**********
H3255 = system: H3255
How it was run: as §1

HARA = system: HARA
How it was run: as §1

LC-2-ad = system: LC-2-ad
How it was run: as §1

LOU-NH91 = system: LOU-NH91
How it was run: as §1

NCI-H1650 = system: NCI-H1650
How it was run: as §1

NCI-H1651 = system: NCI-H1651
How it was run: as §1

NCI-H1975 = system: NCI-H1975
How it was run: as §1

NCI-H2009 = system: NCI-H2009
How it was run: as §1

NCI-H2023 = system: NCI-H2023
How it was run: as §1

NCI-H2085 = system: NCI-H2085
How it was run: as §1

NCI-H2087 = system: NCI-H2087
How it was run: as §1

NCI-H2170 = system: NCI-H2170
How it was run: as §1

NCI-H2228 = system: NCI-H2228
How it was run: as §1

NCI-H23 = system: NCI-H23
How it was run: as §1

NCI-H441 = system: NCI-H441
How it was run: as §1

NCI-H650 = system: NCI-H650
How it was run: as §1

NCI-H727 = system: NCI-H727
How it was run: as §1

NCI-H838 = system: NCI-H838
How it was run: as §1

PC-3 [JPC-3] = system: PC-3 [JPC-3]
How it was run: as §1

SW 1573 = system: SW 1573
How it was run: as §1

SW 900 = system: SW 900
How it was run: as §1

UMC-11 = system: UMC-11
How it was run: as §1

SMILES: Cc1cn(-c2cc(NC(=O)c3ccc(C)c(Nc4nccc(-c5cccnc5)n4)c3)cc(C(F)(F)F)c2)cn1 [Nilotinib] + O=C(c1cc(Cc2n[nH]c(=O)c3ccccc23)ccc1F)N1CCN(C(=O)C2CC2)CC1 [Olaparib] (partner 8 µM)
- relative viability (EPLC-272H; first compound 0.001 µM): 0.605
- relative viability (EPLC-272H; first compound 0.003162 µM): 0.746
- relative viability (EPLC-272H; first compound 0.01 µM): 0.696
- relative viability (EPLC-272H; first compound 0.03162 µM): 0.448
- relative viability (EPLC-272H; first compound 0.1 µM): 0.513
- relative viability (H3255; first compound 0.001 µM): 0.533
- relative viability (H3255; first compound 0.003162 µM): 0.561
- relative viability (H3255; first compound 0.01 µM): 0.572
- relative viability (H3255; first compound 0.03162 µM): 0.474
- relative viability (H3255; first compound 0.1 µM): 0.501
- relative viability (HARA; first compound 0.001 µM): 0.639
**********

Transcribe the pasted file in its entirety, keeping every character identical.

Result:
H3255 = system: H3255
How it was run: as §1

HARA = system: HARA
How it was run: as §1

LC-2-ad = system: LC-2-ad
How it was run: as §1

LOU-NH91 = system: LOU-NH91
How it was run: as §1

NCI-H1650 = system: NCI-H1650
How it was run: as §1

NCI-H1651 = system: NCI-H1651
How it was run: as §1

NCI-H1975 = system: NCI-H1975
How it was run: as §1

NCI-H2009 = system: NCI-H2009
How it was run: as §1

NCI-H2023 = system: NCI-H2023
How it was run: as §1

NCI-H2085 = system: NCI-H2085
How it was run: as §1

NCI-H2087 = system: NCI-H2087
How it was run: as §1

NCI-H2170 = system: NCI-H2170
How it was run: as §1

NCI-H2228 = system: NCI-H2228
How it was run: as §1

NCI-H23 = system: NCI-H23
How it was run: as §1

NCI-H441 = system: NCI-H441
How it was run: as §1

NCI-H650 = system: NCI-H650
How it was run: as §1

NCI-H727 = system: NCI-H727
How it was run: as §1

NCI-H838 = system: NCI-H838
How it was run: as §1

PC-3 [JPC-3] = system: PC-3 [JPC-3]
How it was run: as §1

SW 1573 = system: SW 1573
How it was run: as §1

SW 900 = system: SW 900
How it was run: as §1

UMC-11 = system: UMC-11
How it was run: as §1

SMILES: Cc1cn(-c2cc(NC(=O)c3ccc(C)c(Nc4nccc(-c5cccnc5)n4)c3)cc(C(F)(F)F)c2)cn1 [Nilotinib] + O=C(c1cc(Cc2n[nH]c(=O)c3ccccc23)ccc1F)N1CCN(C(=O)C2CC2)CC1 [Olaparib] (partner 8 µM)
- relative viability (EPLC-272H; first compound 0.001 µM): 0.605
- relative viability (EPLC-272H; first compound 0.003162 µM): 0.746
- relative viability (EPLC-272H; first compound 0.01 µM): 0.696
- relative viability (EPLC-272H; first compound 0.03162 µM): 0.448
- relative viability (EPLC-272H; first compound 0.1 µM): 0.513
- relative viability (H3255; first compound 0.001 µM): 0.533
- relative viability (H3255; first compound 0.003162 µM): 0.561
- relative viability (H3255; first compound 0.01 µM): 0.572
- relative viability (H3255; first compound 0.03162 µM): 0.474
- relative viability (H3255; first compound 0.1 µM): 0.501
- relative viability (HARA; first compound 0.001 µM): 0.639